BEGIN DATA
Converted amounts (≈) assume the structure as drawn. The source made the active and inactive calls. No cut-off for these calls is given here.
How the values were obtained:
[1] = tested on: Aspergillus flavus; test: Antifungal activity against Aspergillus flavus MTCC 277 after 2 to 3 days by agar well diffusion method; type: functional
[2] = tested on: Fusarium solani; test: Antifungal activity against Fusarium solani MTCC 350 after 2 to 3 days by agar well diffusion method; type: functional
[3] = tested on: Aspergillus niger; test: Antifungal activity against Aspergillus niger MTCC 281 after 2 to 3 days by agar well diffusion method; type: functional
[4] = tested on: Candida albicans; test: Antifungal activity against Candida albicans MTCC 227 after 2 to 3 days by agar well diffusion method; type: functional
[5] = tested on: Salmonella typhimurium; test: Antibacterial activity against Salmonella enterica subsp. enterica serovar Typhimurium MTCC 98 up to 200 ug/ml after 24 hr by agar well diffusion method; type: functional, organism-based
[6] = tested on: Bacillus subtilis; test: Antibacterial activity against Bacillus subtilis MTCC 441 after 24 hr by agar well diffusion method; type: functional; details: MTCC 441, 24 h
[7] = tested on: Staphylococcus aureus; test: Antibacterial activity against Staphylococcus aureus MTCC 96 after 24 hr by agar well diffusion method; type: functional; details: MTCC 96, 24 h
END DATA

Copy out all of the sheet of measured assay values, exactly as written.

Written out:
Converted amounts (≈) assume the structure as drawn. The source made the active and inactive calls. No cut-off for these calls is given here.
How the values were obtained:
[1] = tested on: Aspergillus flavus; test: Antifungal activity against Aspergillus flavus MTCC 277 after 2 to 3 days by agar well diffusion method; type: functional
[2] = tested on: Fusarium solani; test: Antifungal activity against Fusarium solani MTCC 350 after 2 to 3 days by agar well diffusion method; type: functional
[3] = tested on: Aspergillus niger; test: Antifungal activity against Aspergillus niger MTCC 281 after 2 to 3 days by agar well diffusion method; type: functional
[4] = tested on: Candida albicans; test: Antifungal activity against Candida albicans MTCC 227 after 2 to 3 days by agar well diffusion method; type: functional
[5] = tested on: Salmonella typhimurium; test: Antibacterial activity against Salmonella enterica subsp. enterica serovar Typhimurium MTCC 98 up to 200 ug/ml after 24 hr by agar well diffusion method; type: functional, organism-based
[6] = tested on: Bacillus subtilis; test: Antibacterial activity against Bacillus subtilis MTCC 441 after 24 hr by agar well diffusion method; type: functional; details: MTCC 441, 24 h
[7] = tested on: Staphylococcus aureus; test: Antibacterial activity against Staphylococcus aureus MTCC 96 after 24 hr by agar well diffusion method; type: functional; details: MTCC 96, 24 h